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Early Warning Systems (EWS) are integrated systems of disaster risk knowledge, forecasting and monitoring, warning dissemination, and preparedness, that enable communities to reduce the impact of hazardous events. Increasing access to EWS has been a major focus of many NGOs and governments over the past two decades, and is one of the seven core targets of the Sendai Framework for Disaster Risk Reduction. Originally conceptualised as top-down, government led initiatives, EWS are most effective when they follow a locally-led, participatory approach; with a full spectrum of local and sub-national stakeholders involved in identifying: priority hazards to provide warnings for; levels of risk for which warnings are required; which information is included in warnings; how warnings will be communicated; preparedness measures that they will take and support that will be provided; monitoring hazards and forecasts; and evaluating the EWS’s performance. This not only improves the EWS, but also importantly strengthens the public’s trust and engagement in the system and allows effective integration of hydro-meteorological and socio-economic information.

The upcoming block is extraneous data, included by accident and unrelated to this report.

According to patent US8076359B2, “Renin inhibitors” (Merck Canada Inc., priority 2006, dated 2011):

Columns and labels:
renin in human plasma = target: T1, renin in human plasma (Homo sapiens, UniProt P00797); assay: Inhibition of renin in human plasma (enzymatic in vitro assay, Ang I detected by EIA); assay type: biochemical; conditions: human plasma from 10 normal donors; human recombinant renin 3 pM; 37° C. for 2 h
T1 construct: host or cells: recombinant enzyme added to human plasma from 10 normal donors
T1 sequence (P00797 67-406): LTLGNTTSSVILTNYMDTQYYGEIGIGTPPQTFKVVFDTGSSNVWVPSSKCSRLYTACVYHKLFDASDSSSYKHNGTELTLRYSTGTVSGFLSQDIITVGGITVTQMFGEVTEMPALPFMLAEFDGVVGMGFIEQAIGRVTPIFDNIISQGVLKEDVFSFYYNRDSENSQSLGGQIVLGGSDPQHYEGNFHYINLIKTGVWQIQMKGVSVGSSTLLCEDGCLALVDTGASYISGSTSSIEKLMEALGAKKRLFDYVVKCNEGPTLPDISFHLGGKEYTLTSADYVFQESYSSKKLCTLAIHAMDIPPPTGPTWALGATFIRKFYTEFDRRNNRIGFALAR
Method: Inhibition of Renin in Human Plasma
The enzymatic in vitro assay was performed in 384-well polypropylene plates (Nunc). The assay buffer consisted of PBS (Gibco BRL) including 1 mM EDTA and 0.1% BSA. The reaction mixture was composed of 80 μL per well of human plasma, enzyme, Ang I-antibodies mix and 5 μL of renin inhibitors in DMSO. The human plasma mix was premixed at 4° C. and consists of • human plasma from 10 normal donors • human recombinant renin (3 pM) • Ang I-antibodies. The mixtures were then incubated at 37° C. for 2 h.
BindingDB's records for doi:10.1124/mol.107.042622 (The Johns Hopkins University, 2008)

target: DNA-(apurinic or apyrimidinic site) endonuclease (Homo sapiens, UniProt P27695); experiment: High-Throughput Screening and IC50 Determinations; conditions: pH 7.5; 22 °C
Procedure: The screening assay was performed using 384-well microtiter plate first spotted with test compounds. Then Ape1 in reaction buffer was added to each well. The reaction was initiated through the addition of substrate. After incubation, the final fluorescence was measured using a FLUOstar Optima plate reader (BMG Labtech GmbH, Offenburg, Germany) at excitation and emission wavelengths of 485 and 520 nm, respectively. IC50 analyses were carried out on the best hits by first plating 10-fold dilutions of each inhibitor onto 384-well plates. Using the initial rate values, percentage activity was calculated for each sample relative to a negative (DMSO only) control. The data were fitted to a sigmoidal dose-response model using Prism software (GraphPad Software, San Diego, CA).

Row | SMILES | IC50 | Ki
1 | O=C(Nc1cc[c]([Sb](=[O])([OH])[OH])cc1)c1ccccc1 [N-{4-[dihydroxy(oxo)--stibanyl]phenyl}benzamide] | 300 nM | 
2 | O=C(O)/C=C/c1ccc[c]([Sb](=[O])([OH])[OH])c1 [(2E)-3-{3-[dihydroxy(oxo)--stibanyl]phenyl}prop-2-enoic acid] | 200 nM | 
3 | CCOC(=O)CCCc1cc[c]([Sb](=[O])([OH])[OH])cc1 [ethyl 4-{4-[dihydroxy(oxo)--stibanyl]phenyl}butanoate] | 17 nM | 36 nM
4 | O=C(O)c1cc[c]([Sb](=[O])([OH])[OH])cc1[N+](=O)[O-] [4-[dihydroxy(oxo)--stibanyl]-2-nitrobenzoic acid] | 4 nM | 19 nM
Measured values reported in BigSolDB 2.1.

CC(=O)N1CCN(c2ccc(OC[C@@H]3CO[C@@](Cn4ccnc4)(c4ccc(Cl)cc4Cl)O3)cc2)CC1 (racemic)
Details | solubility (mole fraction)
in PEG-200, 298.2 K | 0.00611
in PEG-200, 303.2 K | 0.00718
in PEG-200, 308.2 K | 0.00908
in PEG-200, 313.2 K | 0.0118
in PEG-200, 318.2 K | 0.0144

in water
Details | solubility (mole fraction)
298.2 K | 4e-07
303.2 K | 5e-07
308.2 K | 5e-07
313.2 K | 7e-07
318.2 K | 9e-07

This panel will discuss how CSOs can leverage their position to influence multistakeholder EWS. Papers are welcome on examples of good locally-owned participatory EWS practice, and which highlight ways how CSOs and the broader humanitarian sector can help ensure their meaningful participation.